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Informal. a person, thing, action, or statement of remarkable excellence or effect.
The origin of humdinger is speculative. It was originally American slang, first appearing in print at the beginning of the 20th century and in British English about 1926.
… Beethoven gave the Viennese a humdinger, something to make them sit up and take notice.
Streep, whose speeches are perfect, delivered a humdinger of a tribute to Emma Thompson, who was receiving the best-actress honor, for “Saving Mr. Banks.”
sincere and undivided in feeling or spirit; dedicated; not reflecting mixed emotions: He was single-hearted in his patriotism.
Single-hearted was first recorded in 1570–80.
Whatever becomes of me, I shall remember always this single-hearted devotion of yours, Margaret, and I shall thank God that I know of it and love you for it.
… one gets what one goes after with single-hearted purpose, but otherwise not.
Rhetoric. the repetition of a word or phrase to gain special emphasis or to indicate an extension of meaning, as in Ex. 3:14: “I am that I am.”
The uncommon English rhetorical term ploce comes via Late Latin plocē from Greek plokḗ, a noun with many meanings: “twining, twisting, braid; complication (of a dramatic plot); construction (of a syllogism); web, web of deceit; (in biology) histological structure; (in rhetoric) repetition of the same word in close succession in a slightly different sense or for emphasis” (e.g., “A man should act like a man”). Greek plokḗ comes from the verb plékein “to weave, braid, twine,” from the Proto-Indo-European root plek-, plok-, source of Latin plicāre “to fold, bend, roll, twine” and the combining form -plex, used in forming numerals, e.g. simplex, duplex, triplex (equivalent to English -fold). The Proto-Indo-European neuter noun ploksom becomes flahsam in Germanic and flax in English. In Slavic (Polish), plek- forms the verb pleść “to plait, weave.” Ploce entered English in the 16th century.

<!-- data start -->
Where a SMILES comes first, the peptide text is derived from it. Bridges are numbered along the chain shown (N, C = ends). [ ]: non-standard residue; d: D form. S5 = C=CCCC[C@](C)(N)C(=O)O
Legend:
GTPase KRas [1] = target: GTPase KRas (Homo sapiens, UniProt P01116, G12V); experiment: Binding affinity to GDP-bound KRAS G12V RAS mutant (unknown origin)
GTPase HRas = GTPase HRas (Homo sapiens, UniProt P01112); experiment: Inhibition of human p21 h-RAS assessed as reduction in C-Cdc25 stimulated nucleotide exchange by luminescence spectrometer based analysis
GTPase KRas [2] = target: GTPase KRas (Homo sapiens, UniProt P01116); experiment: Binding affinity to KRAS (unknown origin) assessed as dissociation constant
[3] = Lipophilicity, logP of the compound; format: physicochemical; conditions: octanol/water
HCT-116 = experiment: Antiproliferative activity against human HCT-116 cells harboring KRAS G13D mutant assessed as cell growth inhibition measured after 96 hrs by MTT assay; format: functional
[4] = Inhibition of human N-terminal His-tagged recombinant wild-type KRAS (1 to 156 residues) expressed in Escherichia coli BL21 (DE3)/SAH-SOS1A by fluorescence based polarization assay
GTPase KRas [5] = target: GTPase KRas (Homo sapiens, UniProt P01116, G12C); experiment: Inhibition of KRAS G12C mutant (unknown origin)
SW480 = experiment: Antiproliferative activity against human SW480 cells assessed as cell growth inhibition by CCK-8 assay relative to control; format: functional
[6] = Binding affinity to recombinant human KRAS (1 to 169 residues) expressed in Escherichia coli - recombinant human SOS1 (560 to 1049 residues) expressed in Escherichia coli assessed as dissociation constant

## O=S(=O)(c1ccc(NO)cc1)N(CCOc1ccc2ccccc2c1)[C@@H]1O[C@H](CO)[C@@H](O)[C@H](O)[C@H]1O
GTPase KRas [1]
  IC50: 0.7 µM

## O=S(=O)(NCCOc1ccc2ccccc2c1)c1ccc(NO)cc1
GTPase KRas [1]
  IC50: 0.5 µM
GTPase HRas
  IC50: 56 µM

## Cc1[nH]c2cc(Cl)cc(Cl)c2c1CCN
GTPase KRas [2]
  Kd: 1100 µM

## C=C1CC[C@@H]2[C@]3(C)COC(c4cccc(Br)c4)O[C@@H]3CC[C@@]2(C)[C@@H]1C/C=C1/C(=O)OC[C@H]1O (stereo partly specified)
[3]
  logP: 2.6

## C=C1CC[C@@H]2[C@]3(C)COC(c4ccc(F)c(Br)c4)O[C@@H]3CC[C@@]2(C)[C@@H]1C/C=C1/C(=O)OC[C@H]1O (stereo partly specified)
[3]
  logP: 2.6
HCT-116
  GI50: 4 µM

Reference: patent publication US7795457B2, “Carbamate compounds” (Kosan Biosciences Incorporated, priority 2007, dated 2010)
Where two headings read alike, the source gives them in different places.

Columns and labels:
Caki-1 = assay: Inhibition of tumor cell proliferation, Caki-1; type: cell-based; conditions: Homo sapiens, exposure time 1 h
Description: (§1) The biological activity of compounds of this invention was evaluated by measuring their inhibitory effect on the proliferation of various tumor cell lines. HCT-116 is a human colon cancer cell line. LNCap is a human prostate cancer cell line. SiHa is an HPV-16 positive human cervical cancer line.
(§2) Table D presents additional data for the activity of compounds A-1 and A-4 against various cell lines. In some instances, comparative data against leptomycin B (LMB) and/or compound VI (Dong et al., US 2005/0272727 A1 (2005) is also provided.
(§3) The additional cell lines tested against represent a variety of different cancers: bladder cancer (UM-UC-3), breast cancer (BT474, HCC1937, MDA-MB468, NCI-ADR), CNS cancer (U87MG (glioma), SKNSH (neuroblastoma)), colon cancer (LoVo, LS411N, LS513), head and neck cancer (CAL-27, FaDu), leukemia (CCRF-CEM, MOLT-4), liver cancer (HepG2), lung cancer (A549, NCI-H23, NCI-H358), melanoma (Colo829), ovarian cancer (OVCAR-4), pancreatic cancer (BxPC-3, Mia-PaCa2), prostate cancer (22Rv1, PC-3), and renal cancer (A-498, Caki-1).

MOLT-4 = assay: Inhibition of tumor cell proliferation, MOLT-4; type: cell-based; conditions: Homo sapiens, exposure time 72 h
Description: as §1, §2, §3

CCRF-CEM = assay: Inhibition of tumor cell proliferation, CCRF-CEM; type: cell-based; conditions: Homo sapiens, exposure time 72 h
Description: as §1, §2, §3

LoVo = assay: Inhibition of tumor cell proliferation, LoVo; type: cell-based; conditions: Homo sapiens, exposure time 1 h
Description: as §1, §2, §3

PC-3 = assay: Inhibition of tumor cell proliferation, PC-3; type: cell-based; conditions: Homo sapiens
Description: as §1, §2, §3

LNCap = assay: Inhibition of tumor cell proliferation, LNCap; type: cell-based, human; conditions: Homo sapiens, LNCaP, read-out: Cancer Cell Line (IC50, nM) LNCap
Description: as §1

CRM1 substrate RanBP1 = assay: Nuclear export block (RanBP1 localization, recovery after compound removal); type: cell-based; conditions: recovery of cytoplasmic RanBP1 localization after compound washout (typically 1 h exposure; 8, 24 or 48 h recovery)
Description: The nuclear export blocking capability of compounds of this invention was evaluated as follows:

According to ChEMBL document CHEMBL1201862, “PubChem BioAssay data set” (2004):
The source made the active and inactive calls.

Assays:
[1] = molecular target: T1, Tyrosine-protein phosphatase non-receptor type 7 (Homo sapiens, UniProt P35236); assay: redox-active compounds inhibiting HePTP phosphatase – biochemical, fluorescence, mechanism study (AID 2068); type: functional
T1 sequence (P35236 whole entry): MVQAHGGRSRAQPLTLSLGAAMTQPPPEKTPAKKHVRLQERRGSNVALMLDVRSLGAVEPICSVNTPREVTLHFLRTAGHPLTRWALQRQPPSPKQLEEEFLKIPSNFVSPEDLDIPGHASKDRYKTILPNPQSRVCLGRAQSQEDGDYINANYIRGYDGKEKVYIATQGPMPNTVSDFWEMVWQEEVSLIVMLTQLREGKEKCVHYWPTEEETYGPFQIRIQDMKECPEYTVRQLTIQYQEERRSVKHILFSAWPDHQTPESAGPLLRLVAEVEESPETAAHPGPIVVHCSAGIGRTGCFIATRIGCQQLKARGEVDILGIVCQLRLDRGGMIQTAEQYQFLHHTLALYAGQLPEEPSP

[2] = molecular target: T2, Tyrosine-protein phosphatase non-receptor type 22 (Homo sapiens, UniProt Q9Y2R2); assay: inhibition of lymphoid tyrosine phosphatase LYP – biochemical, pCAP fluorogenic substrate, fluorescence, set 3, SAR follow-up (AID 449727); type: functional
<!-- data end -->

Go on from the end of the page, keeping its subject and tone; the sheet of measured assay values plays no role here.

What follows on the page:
Ploce is the repetition of the same word under different forms or with different meanings in the same sentence…. as–“Judge not, that ye be not judged.”
There he found examples of such figures or tropes as synechdoche, metonymy, meiosis, amplification, ploce, polyptoton, etc., all designed to enhance the style of the would-be poet and preacher.